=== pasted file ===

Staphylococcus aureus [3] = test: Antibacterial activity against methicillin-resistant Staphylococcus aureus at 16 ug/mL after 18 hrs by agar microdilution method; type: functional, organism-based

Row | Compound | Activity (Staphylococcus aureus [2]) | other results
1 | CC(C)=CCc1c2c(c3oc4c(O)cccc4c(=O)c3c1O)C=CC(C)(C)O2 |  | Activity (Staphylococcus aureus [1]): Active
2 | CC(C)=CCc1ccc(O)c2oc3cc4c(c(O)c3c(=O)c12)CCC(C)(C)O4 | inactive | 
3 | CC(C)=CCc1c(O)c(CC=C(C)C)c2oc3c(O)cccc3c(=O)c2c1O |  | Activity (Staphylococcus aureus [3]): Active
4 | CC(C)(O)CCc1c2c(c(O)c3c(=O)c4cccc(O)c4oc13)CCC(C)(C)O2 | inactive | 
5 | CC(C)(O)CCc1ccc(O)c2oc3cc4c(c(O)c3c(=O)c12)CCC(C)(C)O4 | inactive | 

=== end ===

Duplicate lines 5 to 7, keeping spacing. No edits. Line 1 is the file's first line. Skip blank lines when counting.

3 | CC(C)=CCc1c(O)c(CC=C(C)C)c2oc3c(O)cccc3c(=O)c2c1O |  | Activity (Staphylococcus aureus [3]): Active
4 | CC(C)(O)CCc1c2c(c(O)c3c(=O)c4cccc(O)c4oc13)CCC(C)(C)O2 | inactive | 
5 | CC(C)(O)CCc1ccc(O)c2oc3cc4c(c(O)c3c(=O)c12)CCC(C)(C)O4 | inactive | 